A home in Northern Iraq


“Harman” is Kurdish for “That, what endures.”


In the following years 2015 and 2016, we kept coming across intense cases, proving to us that our standing aid programs were just not enough. They were mostly orphans and semi-orphans, who after years of enslavement by the Islamic State were either bought free by surviving family members or liberated by the engaging Kurdish Army. A mother describes her 11 years-old son after his return: “He fights the trauma like a blag fog in his head. I can’t let him be by himself. I don’t know what do and there is no-one willing to help me.”



In the autumn of 2016 Our Bridge begins the construction of a building serving as open center for all participants of the Our Bridge guardian program: A safe shelter for orphans and widows, medical prevention- and medical aid programs and a treatment program for traumatised and refugee children.
A place to be called home just a few hundred meters away from the UN refugee camp in Khanke - built on a small hill above the lake of Mossul. A house, that endures. A kind of hope like a lighthouse. We name it “Harman”. Bound to a simple promise: We endure. We won’t leave you.
After a long struggle and several construction stops forced by lacking financial support, the “Harman” orphanage opens its doors on the 26th August 2017 in presence of the mayor of Dohuk.





24 children (age from 4 to 15 years old) and five widows move in on the first day. The main building counts eight sleeping dorms with a total of 64 beds, a classroom, a playing room, four bathrooms and a wide kitchen. Furthermore the first 12 fully-employed teachers and supervisors introduce themselves under the leadership of Khire Mohnds, the architect of the building. Most members of the team are students that were forced themselves to flee from Shingal.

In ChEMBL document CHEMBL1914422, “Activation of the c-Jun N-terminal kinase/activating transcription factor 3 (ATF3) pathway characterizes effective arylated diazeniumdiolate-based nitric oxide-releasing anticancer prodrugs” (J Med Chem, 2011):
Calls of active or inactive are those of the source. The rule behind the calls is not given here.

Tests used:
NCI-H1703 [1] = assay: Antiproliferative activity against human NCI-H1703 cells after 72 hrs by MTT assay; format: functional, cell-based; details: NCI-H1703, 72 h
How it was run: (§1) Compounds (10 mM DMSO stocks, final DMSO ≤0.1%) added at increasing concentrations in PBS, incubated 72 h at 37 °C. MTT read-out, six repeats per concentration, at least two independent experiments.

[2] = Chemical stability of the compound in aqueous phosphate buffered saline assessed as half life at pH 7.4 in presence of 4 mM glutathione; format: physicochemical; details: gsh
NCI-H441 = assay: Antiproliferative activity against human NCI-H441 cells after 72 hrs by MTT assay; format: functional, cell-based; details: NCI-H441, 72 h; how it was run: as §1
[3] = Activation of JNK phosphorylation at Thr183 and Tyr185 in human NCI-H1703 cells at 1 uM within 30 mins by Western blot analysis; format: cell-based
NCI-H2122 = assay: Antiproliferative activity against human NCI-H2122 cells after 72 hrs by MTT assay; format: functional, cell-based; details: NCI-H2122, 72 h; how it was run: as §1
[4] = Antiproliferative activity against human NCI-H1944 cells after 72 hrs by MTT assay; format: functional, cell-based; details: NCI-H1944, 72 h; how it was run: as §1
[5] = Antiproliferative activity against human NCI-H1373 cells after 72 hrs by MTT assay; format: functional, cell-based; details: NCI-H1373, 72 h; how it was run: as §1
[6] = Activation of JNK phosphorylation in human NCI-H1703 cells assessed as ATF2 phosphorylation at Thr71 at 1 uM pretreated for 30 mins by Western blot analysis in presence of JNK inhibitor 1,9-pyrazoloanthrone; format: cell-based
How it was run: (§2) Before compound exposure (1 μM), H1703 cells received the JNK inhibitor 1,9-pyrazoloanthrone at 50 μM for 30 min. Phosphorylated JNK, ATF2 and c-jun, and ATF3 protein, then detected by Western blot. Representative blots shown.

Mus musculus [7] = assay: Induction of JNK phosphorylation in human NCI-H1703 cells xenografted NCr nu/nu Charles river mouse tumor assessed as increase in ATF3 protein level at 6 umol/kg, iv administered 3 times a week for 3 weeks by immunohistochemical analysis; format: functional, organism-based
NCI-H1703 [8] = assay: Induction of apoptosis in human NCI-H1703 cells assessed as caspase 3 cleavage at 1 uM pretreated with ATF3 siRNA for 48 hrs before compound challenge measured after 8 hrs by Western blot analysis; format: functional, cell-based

The next few weeks and months, the team went on to carefully and sensibly build a stable house community among the children and the widows, but also always took the time to meet the needs of the individuals. There are three warm meals a day and a trip to the lake of Mossul every weekend. Every weekday offers 2-4 hours of game- and sport activities and 4 hours of school lessons in Kurdish, English, Maths and Arts. For psychological treatment and to fight trauma the children are introduced to meditation and open trust rounds.




Everyday life in the orphanage

In the orphanage, the children follow a well-structured daily routine. This routine builds the framework for the educational and the trauma therapy programme as well as for the childrens freedom and leisure time.

Kitchen and meals

Without proper nutrition and a balanced diet, the education programme loses all its energy. For this reason, breakfast and lunch are prepared for all children in the educational programme in the large kitchen. Subsequently, they eat together with staff and teachers. For those children who live in the orphanage, there is also dinner after the end of the educational programme.


Children’s body care and hygiene are often neglected in UN camps and especially in self-built camps without water supply. In the orphanage, both the children who live in the orphanage and the children who come from the camps in the morning on the Our Bridge school bus, start the day off by showering in the bathrooms, combing their hair and brushing their teeth under the supervision of our staff.

Freedom and leisure

After the end of the educational programme, the children can enjoy two to three hours of leisure time on the premises of the orphanage. In addition to the large playground and the wood workshop, basketball, football and group dancing are offered. In these two to three hours, Our Bridge opens its premises also for the neighbourhood children from the village. On weekends, small outings are organised for the children living in the orphanage, such as bicycle tours or a picnic on the lake of Mossul.


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